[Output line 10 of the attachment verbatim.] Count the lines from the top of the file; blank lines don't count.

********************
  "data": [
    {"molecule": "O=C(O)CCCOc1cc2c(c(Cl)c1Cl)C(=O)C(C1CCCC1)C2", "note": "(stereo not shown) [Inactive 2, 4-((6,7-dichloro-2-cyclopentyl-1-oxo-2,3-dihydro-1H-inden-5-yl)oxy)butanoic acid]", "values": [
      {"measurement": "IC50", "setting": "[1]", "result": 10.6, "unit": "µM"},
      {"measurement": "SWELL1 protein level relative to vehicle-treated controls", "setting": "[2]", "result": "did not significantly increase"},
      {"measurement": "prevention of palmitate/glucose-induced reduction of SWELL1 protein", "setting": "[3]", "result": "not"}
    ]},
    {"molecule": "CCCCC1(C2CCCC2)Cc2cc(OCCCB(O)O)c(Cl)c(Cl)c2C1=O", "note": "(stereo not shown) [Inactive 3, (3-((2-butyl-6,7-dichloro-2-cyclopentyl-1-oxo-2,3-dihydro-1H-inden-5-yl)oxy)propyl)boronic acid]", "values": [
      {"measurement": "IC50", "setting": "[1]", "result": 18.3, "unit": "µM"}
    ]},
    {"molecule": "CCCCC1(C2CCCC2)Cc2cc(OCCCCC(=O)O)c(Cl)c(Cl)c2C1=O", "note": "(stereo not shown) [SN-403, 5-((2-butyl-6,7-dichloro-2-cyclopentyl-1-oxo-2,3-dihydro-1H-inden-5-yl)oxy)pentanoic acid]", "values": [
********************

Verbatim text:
    {"molecule": "CCCCC1(C2CCCC2)Cc2cc(OCCCCC(=O)O)c(Cl)c(Cl)c2C1=O", "note": "(stereo not shown) [SN-403, 5-((2-butyl-6,7-dichloro-2-cyclopentyl-1-oxo-2,3-dihydro-1H-inden-5-yl)oxy)pentanoic acid]", "values": [